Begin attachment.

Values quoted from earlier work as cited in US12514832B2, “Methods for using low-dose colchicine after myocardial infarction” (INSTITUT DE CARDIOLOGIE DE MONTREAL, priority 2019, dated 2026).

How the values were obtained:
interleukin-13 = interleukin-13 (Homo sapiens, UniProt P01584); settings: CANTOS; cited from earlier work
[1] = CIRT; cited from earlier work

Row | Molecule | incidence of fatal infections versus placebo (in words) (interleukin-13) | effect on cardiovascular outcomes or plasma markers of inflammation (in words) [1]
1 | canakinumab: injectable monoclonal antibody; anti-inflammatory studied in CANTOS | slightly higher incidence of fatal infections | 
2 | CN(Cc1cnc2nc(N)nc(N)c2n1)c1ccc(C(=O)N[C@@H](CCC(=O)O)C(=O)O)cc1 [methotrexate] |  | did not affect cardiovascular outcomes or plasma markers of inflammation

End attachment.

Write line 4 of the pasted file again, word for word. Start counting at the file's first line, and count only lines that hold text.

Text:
[1] = CIRT; cited from earlier work